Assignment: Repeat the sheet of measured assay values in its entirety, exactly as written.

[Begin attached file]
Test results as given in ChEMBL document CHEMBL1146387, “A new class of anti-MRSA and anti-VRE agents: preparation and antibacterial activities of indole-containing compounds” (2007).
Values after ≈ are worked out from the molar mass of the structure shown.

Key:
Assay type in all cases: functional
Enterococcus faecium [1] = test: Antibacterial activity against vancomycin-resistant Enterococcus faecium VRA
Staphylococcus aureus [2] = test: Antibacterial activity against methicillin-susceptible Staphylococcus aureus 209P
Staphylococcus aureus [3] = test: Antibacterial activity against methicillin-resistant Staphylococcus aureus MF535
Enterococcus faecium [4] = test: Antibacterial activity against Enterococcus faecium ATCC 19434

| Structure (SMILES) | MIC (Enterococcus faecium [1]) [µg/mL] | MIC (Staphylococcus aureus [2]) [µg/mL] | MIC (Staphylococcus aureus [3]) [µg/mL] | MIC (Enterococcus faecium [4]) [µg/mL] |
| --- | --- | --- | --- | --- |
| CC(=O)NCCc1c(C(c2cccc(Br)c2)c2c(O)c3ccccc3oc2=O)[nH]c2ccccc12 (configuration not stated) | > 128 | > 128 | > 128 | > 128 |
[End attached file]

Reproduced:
Test results as given in ChEMBL document CHEMBL1146387, “A new class of anti-MRSA and anti-VRE agents: preparation and antibacterial activities of indole-containing compounds” (2007).
Values after ≈ are worked out from the molar mass of the structure shown.

Key:
Assay type in all cases: functional
Enterococcus faecium [1] = test: Antibacterial activity against vancomycin-resistant Enterococcus faecium VRA
Staphylococcus aureus [2] = test: Antibacterial activity against methicillin-susceptible Staphylococcus aureus 209P
Staphylococcus aureus [3] = test: Antibacterial activity against methicillin-resistant Staphylococcus aureus MF535
Enterococcus faecium [4] = test: Antibacterial activity against Enterococcus faecium ATCC 19434

| Structure (SMILES) | MIC (Enterococcus faecium [1]) [µg/mL] | MIC (Staphylococcus aureus [2]) [µg/mL] | MIC (Staphylococcus aureus [3]) [µg/mL] | MIC (Enterococcus faecium [4]) [µg/mL] |
| --- | --- | --- | --- | --- |
| CC(=O)NCCc1c(C(c2cccc(Br)c2)c2c(O)c3ccccc3oc2=O)[nH]c2ccccc12 (configuration not stated) | > 128 | > 128 | > 128 | > 128 |